Alex Lo
SCMP Columnist
My Take
by Alex Lo
My Take
by Alex Lo

Kuomintang must prove it is still relevant

  • If the US finds its containment of mainland China too costly, and switches to some version of detente, the KMT may yet be more fit for purpose than the quasi-secessionist DPP. Otherwise, the latter is a trump card in Washington’s foreign policy arsenal

Is the Kuomintang (KMT) still relevant in the calculus of Washington’s China policy? That has, no doubt, been uppermost on the mind of party chairman Eric Chu Li-luan, who has just ended a nearly two-week visit to the United States. The timing was not auspicious.

While Western media focused on how the June 4 remembrance was again banned in Hong Kong, party colleague and former Taiwan president Ma Ying-jeou sent a very different message.

Posting online, Ma seemed to be praising President Xi Jinping’s version of democracy while denouncing the Democratic Progressive Party (DPP) under Tsai Ing-wen for making the island “slowly degenerating into an illiberal democracy”.

That may be music to Beijing’s ears, but it’s unlikely to be taken kindly in Washington.

Ostensibly to open a representative KMT office in the US, Chu’s mission was to prove to the Americans that his party was still electable and its ideology aligned well with Washington for its anti-communism and support for democracy.

That’s an uphill battle. Tsai has become the apple of the eye of the US, no matter the White House being Republican (Donald Trump) or Democrat (Joe Biden). The unmistakable policy of the US is now containment against mainland China, and Taiwan has become a trump card under Tsai.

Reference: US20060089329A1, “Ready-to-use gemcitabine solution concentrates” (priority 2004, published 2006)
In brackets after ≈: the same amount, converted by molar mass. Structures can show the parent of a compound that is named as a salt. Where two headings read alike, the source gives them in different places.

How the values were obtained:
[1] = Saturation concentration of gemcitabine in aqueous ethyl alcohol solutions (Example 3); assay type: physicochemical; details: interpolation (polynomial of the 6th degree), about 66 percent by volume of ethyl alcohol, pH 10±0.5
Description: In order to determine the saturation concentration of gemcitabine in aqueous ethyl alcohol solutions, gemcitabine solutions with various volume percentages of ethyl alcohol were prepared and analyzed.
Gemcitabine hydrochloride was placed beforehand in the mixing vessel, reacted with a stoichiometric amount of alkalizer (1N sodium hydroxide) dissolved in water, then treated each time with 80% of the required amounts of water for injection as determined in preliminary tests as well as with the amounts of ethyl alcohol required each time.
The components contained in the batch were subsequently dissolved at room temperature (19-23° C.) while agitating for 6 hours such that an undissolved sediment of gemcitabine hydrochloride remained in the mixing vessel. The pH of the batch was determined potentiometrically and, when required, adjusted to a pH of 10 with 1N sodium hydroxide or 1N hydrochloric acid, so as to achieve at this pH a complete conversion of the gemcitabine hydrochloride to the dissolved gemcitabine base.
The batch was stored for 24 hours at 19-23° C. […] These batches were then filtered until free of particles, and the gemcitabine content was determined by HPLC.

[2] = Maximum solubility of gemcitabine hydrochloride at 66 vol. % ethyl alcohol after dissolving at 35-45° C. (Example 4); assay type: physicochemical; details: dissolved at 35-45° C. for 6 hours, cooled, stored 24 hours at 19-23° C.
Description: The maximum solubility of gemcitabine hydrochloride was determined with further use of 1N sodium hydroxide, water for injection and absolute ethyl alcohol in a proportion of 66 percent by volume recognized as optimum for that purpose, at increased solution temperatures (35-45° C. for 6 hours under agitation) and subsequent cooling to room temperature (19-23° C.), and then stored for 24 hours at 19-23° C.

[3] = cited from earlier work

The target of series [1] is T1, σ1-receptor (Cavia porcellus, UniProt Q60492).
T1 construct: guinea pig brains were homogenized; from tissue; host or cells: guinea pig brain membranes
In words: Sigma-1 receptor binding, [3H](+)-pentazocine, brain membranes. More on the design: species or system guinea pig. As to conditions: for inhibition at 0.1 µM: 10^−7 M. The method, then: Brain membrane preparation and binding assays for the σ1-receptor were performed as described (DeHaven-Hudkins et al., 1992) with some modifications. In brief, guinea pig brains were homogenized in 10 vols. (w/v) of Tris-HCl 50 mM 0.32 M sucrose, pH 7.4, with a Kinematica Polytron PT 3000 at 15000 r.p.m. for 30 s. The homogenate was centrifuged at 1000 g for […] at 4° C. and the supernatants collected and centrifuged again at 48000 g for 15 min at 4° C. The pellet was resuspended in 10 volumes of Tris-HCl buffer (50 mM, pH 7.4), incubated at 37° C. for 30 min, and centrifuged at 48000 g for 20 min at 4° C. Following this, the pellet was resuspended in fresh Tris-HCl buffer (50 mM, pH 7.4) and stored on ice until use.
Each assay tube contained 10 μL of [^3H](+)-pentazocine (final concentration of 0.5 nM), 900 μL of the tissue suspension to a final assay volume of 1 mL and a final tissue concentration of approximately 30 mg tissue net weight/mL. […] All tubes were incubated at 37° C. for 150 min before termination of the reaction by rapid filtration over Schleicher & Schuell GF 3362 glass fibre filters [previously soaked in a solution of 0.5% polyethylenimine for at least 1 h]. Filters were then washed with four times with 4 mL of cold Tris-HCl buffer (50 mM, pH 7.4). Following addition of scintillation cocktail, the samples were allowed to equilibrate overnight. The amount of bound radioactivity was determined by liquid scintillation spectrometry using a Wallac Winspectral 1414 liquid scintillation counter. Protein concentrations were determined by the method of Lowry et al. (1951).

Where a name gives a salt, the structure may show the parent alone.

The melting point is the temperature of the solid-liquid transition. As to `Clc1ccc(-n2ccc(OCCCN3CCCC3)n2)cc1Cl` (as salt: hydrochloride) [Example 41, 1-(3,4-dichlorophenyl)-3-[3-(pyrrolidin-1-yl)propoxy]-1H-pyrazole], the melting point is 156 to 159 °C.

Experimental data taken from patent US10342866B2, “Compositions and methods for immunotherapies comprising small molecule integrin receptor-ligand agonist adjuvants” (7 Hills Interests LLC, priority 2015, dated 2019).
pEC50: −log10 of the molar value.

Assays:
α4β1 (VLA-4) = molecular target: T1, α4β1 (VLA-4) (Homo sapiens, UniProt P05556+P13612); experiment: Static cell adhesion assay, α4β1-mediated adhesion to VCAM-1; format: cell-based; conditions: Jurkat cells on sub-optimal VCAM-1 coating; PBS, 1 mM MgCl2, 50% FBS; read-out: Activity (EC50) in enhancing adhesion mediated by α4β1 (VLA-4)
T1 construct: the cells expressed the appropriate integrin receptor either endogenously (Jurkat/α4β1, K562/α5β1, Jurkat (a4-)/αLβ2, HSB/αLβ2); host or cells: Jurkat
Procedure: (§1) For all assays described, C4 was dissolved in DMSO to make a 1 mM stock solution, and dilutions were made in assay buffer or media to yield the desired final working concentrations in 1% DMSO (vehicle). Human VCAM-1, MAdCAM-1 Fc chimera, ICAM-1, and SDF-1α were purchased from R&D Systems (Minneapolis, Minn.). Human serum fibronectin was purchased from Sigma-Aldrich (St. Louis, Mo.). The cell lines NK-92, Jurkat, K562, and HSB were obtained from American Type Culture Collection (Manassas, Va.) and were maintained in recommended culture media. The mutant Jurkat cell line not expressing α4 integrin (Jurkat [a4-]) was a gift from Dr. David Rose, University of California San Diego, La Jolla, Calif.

KMT chairman pitches party as stabilising presence between Beijing and Taiwan

Arguing the KMT can be friendly with both Beijing and Washington is not a selling point with the Americans at the moment.

A domestic poll, taken in January, showed that only 17 per cent of Taiwanese voters supported the KMT, a staggering 12 percentage points behind the DPP. It’s axiomatic in the island’s electoral politics that no presidential candidate could hope to win without at least the tacit endorsement of Washington. The US, after all, is the island’s most important security backer.

And that brings us to the timing of Chu’s trip. With two years to go before the next presidential election, it may be seen as being too early; or maybe not. Local elections will be held on the island in November. It’s imperative KMT candidates deliver significant wins to prove the party is still viable.

Its future is hostage to the China policy of the US. Washington may yet find containment too costly, and switch to some version of detente, as suggested by historian Niall Ferguson.

In that case, the KMT may become more fit for purpose than the quasi-secessionist DPP.